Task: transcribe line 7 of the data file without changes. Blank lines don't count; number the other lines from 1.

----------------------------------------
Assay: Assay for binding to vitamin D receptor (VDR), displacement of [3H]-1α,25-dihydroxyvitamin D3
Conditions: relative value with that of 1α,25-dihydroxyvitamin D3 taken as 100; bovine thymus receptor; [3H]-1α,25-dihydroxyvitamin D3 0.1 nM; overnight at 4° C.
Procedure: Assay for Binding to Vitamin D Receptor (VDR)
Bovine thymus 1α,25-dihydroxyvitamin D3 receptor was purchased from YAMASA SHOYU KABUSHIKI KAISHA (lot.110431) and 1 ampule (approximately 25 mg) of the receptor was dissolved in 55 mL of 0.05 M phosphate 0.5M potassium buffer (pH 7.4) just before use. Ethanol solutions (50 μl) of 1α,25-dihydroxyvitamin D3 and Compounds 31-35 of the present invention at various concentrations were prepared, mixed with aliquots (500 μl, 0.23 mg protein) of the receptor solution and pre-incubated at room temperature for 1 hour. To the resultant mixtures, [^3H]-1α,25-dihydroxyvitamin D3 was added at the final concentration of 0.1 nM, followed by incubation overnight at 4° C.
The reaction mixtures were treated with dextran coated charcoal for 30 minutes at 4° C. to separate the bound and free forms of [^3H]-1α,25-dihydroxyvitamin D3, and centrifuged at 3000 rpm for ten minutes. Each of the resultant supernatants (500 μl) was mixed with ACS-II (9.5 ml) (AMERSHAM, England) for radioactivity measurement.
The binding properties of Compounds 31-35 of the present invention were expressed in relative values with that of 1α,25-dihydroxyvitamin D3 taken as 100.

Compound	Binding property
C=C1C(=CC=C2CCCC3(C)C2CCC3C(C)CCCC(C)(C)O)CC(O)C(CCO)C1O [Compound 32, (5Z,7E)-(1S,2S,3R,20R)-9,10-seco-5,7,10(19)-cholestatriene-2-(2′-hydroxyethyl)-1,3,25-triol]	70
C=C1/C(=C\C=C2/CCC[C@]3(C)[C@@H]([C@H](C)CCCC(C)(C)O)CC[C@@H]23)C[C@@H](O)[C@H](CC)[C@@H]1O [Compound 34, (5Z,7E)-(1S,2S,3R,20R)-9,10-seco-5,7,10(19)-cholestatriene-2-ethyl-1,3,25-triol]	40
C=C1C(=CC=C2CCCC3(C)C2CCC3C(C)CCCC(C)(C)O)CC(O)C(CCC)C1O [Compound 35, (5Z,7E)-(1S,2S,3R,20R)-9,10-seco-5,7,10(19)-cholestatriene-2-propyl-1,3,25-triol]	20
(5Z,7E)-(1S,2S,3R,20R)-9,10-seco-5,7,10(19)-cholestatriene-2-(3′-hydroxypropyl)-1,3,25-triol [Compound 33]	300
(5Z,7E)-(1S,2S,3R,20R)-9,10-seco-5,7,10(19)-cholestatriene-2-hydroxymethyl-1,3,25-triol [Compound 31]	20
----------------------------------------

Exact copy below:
Compound	Binding property